8 Dec 2014

Disabled campaigner loses bus case – but ‘battle not over’

A disabled man says he will continue his fight for wheelchairs to be given priority over buggies on buses, despite losing his case at the appeal court.

The court ruled that bus companies should not be forced by law to draw up policies forcing parents with buggies to make way for wheelchair users in designated bays on buses – and that it was for parliament to decide if action was needed in this area.

The case was brought by Doug Paulley, who featured in the award-winning Channel 4 News No Go Britain campaign, a series of special reports about the problems disabled people face on public transport.

Mr Paulley, 36, from Wetherby, west Yorkshire, took on transport company First Group, which had refused to let him board a bus because a parent with a buggy with a sleeping baby inside was occupying the wheelchair space.

‘First some, first served’

First Group’s “first come, first served” policy meant that a bus driver could not order a buggy user to move if someone with a wheelchair wanted to board.

In 2013, a judge at Leeds county court ruled that this policy contravened the equality act, but First Group took the case to the appeal court, where it won.

In his blog, Mr Paulley says permission is now being sought for an appeal to the supreme court and that “the battle isn’t over yet”.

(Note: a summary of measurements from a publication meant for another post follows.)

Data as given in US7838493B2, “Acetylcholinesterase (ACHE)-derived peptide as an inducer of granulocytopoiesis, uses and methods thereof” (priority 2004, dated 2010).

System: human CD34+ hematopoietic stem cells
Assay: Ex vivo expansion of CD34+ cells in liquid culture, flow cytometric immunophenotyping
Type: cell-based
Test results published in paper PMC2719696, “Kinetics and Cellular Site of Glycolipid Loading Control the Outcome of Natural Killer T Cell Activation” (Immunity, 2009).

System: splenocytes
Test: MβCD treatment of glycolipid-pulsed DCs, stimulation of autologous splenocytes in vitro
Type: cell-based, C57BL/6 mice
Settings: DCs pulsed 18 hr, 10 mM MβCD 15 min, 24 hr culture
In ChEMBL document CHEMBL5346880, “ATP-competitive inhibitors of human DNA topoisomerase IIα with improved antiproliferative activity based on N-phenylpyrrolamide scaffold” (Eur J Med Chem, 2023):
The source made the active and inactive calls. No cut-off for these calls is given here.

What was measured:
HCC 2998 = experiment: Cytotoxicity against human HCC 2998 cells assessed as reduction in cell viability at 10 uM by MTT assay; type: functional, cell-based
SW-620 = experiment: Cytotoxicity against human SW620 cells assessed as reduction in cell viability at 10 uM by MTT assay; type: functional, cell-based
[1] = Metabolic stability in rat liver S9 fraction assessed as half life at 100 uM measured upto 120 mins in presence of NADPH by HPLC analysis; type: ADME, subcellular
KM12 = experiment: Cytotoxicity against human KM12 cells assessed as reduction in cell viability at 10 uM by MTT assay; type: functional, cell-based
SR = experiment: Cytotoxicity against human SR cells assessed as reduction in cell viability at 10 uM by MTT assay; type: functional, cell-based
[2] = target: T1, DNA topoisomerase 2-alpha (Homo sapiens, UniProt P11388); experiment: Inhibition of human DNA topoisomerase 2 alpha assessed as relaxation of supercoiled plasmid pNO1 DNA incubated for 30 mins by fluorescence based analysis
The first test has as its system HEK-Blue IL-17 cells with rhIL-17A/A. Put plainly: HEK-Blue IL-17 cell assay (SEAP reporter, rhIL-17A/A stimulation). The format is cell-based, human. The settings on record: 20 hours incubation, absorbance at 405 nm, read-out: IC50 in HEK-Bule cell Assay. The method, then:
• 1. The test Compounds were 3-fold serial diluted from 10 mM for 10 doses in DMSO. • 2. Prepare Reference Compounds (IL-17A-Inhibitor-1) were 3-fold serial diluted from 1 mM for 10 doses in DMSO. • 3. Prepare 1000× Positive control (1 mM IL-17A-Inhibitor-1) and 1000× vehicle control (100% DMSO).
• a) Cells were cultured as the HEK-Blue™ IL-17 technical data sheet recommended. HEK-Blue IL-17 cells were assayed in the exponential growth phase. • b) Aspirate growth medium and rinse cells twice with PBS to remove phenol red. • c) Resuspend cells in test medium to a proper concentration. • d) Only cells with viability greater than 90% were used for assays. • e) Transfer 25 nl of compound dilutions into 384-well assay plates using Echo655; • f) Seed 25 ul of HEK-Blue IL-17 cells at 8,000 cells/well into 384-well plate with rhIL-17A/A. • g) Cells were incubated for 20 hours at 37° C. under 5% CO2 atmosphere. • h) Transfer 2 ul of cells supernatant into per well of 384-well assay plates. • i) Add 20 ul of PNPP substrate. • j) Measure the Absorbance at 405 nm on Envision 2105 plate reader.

In the appeal court, Lord Justice Underhill said that “wheelchair users will occasionally be prevented by other passengers from using the wheelchair space on the bus”.

‘Reasonable justification’

He added: “Sometimes there will be a reasonable justification for that happening, but sometimes there will not.

“I do not, however, believe that the fact that some passengers will, albeit rarely, act selfishly and irresponsibly is a sufficient reason for imposing on bus companies a legal responsibility for a situation which is not of their making and which they are not in a position to prevent.”

Martin Chamberlain QC, for First Group, told the appeal court at a hearing in November that the company had appealed because it needed to know “what they are legally required to do and how”.

No Go Britain: special reports

In our No Go Britain series we talked to Baroness Tanni Grey-Thompson, a Paralympian who won 16 medals during her career, who told us about being left on a train at midnight and forced to “throw my chair off the train and then crawl off”.

We also heard about wheelchair users refused access to buses and left in the cold for hours, blind travellers stuck on trains because members of staff failed to meet them, and a man with a learning difficulty who went missing for three days after ending up on the wrong train when his platform changed.

Despite losing at the appeal court, Mr Paulley believes there are grounds for optimism. He writes in his blog: “I am both disappointed and pleased at the same time. I hope to have this finally sorted in the supreme court.”

Mr Paulley says the judgment will still benefit disabled bus passengers because bus companies will have to “provide training for bus drivers and devise strategies that drivers can adopt to persuade people to clear the wheelchair space”, as well as running awareness campaigns about the needs of disabled travellers.